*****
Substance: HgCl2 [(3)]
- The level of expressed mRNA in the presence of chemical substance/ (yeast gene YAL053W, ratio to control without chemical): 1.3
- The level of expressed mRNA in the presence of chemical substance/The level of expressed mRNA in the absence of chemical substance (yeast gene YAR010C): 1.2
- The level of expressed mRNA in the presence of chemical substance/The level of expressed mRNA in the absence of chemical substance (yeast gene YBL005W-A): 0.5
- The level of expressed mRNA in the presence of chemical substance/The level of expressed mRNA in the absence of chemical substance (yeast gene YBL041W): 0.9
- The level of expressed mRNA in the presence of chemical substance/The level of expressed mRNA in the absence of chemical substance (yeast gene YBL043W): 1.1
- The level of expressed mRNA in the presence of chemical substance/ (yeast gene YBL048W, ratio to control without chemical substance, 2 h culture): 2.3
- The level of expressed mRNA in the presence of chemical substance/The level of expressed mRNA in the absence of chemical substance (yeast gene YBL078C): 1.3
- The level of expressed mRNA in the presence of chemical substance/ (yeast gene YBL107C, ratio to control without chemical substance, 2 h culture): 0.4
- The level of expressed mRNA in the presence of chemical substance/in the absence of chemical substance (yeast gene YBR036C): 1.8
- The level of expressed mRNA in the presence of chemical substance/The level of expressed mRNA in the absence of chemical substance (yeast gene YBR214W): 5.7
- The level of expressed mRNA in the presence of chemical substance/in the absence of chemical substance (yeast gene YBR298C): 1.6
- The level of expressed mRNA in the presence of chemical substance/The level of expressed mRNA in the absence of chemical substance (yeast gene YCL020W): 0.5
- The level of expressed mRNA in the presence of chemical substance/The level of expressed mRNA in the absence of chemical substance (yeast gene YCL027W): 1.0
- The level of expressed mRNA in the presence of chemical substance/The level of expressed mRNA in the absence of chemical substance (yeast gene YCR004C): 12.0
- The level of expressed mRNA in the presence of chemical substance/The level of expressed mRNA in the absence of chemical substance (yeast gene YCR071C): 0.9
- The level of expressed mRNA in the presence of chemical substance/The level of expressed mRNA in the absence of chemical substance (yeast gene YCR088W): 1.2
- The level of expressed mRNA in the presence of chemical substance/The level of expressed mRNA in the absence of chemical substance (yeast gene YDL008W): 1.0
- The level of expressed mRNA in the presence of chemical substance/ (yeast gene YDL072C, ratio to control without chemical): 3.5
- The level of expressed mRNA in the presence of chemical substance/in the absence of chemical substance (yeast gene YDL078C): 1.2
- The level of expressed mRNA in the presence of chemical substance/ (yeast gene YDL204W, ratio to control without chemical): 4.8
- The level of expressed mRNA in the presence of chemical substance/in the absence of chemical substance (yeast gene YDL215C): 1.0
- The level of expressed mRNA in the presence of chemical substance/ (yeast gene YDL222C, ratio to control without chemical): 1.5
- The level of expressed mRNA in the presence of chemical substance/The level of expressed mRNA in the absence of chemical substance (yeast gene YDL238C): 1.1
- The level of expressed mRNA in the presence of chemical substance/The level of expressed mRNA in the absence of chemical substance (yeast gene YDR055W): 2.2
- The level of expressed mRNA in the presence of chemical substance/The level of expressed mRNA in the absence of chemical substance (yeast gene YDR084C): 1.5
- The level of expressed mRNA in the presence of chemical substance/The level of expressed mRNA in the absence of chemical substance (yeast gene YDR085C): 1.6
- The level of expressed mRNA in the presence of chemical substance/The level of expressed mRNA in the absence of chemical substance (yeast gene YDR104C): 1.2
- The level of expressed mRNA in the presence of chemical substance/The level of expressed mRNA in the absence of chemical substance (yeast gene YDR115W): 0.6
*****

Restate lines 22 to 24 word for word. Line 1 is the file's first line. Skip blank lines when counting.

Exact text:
- The level of expressed mRNA in the presence of chemical substance/in the absence of chemical substance (yeast gene YDL215C): 1.0
- The level of expressed mRNA in the presence of chemical substance/ (yeast gene YDL222C, ratio to control without chemical): 1.5
- The level of expressed mRNA in the presence of chemical substance/The level of expressed mRNA in the absence of chemical substance (yeast gene YDL238C): 1.1